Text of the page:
5.    “Above all, be the heroine of your life, not the victim” (Nora Ephron). In my first few years of ministry, I felt unspeakably overwhelmed. I felt like a victim, in part because I was always measuring every inch of my behavior, wondering if it was enough, wondering whether my parishioners liked and respected me. I felt alone and abandoned by God, my bishop, my mentors, my parents – you name it. The disciples felt overwhelmed a lot of the time, too, and had every reason to feel abandoned – by Jesus, by their peers, even by each other. But the Resurrected Christ was too powerful a presence in their lives to allow them to stay locked in that upper room. The Gospel was too powerful to keep them stuck as victims. The Gospel is probably why most of us became pastors, too, and the Gospel of Jesus Christ, my sisters, is more important and more powerful than being liked. The Gospel has been why I’ve been able to set aside my constant measuring and attempt to be a heroine – or in Christian terms, a disciple – and not a victim.

I pray I can continue to be brave enough to pastor and live from the Gospel, rather than being liked. (Or being smart. Or being right. Or being perfect.) Make no mistake: I’m no expert at this. I need to repeat all this stuff to myself every day. I intend to be a student of leadership and congregational dynamics (and prayer!) my whole career.

But there’s more out there… Do you have tips and strategies to share? I would love to hear them. Together, we are better disciples (and heroines) than we could ever be alone.

Heidi Haverkamp is an Episcopal parish priest in the southwest suburbs of Chicago. She blogs at vicarofbolingbrook.net about home, the suburbs, and church life. Her M.Div. is from The Divinity School at the University of Chicago and she has a certificate in theology from Seabury Western. She continues as a parish priest today only because of the shared wisdom of mentors, peers, and parishioners, forming her as both a loving and savvy Christian leader.

Photo by Karl Nilsson, http://www.flickr.com/photos/[email protected]/6859096663/ February 12 2012, used with Creative Commons license


16 replies
  1. Emily
    Emily says:

    I especially LOVED: “Be the adult in the room. Being a pastor is like being the adult or parent in the room. You set the tone for civility and maturity.” Really great advice. Thanks for this post!

    Reply
  2. Julie Jensen
    Julie Jensen says:

    This was wonderful! Thanks for some reminders, and some helpful hints. I’m on my way next to read the 10 Rules for Respect. The statement “be the adult in the room” is an awesome reminder that sometimes that can be the hardest part. Thank you for your words.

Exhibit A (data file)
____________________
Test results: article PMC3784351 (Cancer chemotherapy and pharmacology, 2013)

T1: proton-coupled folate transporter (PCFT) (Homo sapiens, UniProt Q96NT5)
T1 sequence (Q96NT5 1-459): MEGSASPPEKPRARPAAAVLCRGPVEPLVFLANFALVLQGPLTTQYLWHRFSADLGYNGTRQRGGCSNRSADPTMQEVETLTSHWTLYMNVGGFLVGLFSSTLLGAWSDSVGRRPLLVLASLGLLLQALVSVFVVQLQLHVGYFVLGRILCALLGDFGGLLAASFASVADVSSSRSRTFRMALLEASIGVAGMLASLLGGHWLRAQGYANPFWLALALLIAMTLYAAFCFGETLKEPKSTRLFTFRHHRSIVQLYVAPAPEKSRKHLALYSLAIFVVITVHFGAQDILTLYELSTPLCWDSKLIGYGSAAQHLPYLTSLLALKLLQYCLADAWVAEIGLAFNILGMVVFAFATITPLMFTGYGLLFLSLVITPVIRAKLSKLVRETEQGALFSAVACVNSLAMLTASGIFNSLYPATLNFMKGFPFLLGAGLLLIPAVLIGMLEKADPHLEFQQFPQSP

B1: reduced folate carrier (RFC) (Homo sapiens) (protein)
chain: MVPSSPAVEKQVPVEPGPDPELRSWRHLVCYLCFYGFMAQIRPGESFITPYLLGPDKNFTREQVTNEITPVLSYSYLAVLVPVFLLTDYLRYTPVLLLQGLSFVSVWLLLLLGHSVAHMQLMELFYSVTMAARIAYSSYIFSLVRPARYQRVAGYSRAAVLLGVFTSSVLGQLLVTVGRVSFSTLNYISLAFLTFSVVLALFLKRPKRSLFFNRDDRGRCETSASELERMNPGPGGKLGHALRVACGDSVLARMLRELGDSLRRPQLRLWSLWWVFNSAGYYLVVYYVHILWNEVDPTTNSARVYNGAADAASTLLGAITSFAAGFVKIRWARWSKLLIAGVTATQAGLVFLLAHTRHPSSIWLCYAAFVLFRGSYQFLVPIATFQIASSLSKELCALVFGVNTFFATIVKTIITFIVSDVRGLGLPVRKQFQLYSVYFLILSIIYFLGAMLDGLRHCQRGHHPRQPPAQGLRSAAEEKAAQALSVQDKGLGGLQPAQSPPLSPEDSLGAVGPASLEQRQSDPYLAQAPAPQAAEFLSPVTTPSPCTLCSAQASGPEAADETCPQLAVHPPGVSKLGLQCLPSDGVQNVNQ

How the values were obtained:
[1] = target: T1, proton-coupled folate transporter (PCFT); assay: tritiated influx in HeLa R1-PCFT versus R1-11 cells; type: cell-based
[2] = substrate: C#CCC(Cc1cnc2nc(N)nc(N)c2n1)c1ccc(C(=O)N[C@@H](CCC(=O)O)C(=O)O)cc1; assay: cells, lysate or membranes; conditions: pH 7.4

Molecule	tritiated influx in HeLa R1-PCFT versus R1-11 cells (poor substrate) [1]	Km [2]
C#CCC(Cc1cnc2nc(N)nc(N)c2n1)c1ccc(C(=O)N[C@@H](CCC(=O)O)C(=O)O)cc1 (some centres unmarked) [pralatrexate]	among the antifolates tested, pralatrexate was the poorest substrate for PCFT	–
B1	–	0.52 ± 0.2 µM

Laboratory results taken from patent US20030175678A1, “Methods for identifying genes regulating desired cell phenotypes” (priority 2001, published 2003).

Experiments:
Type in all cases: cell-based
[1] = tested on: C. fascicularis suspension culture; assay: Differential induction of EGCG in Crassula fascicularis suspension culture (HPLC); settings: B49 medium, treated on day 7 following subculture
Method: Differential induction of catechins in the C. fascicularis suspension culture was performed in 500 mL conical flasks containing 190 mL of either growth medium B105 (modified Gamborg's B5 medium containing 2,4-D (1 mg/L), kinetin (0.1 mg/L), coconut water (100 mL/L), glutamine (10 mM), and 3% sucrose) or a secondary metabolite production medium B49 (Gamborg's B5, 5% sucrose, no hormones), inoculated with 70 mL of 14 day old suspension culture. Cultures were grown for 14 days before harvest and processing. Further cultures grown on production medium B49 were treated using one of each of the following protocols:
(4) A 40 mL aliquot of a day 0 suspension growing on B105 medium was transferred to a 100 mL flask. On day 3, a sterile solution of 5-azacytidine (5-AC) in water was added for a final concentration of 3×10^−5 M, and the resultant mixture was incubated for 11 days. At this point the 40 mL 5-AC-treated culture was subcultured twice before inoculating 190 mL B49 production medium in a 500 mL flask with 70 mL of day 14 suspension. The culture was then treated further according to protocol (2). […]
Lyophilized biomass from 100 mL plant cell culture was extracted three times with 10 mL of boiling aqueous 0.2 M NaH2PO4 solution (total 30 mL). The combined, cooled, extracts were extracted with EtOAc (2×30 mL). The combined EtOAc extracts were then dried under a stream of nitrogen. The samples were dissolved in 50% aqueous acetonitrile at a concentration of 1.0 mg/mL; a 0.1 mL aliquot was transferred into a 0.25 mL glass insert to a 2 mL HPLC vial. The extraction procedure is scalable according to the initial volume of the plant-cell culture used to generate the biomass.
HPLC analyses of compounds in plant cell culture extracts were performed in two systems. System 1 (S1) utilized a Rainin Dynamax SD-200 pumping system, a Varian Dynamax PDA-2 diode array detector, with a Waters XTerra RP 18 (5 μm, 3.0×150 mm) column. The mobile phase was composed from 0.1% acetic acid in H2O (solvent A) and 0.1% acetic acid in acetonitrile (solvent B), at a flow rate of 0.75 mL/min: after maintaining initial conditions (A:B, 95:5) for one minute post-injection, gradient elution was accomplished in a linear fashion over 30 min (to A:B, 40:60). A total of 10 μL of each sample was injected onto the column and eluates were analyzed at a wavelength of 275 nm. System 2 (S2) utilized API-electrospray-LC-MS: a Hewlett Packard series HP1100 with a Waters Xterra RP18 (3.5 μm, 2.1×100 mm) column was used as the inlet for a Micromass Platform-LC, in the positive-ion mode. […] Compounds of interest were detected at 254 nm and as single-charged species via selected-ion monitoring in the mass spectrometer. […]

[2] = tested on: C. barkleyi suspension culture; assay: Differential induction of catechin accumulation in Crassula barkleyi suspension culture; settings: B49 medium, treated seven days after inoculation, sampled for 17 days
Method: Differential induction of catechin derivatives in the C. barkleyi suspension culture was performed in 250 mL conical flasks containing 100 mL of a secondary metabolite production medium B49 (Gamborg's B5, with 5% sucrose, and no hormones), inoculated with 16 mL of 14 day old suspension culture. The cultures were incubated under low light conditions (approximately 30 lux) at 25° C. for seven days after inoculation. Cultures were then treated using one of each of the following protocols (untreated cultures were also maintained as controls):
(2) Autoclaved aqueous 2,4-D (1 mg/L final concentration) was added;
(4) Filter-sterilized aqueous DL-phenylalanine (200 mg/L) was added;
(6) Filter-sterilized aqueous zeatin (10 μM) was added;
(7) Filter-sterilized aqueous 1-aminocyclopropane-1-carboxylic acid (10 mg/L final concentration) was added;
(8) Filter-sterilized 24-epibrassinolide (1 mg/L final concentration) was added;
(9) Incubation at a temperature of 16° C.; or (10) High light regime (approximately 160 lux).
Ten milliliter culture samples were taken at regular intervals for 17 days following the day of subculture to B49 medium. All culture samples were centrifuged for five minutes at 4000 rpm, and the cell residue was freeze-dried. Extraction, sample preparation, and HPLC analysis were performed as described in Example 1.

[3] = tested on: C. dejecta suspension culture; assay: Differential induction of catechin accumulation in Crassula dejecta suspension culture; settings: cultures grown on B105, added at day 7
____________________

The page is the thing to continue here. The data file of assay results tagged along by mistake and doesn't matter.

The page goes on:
Reply
  3. Heidi Haverkamp
    Heidi Haverkamp says:

    Just got the source for that opening quote! It was first said by the inimitable Verna Dozier, an amazing woman who was a great leader for the Episcopal Church. And NOT clergy. Hooray for lay leaders!!! She said: “you must find that place in you that wants desperately to be loved . . . and,” she slowed down for effect, “. . . let . . .it . . . die.” This, in a sermon preached to a woman about to be consecrated a bishop. Awesome!
    http://timesfool.blogspot.com/2006/09/surgical-wisdom.html

    Reply
  4. Susan G
    Susan G says:

    Thanks so much for this. We had just discussed it in my colleague group (all women priests with a fabulous LCSW as our facilitator). I also sent it along to someone newly ordained for whom I am serving as an informal mentor. All of these point to a truth I discovered a long time ago, as a lay person in a parish with a variety of clergy: the clergy person sets the tone. If you are open and transparent, forgiving and loving, holding to standards, remaining an adult, etc the parish will witness and learn. And all the opposites are true as well, In fact, I think parishes learn the negative traits from clergy faster than they learn the positives!

    Reply
  5. The Rev. Leslie Nipps
    The Rev. Leslie Nipps says:

    I really love this, AND, I recommend adding: 6. Get support from people who love you as you are. 7. Have places in your life where you can complain and there are no unfortunate consequences for doing it! Thanks for the good work. Keep at it!

    Reply
  6. Laura
    Laura says:

    My best handbook for parish ministry was “getting in touch with your inner bitch.” It’s a tad softer than “kill the nice girl,” but in a similar vein. The mantra of the inner bitch is “I don’t think so,” said in a variety of tones of voice.

    Reply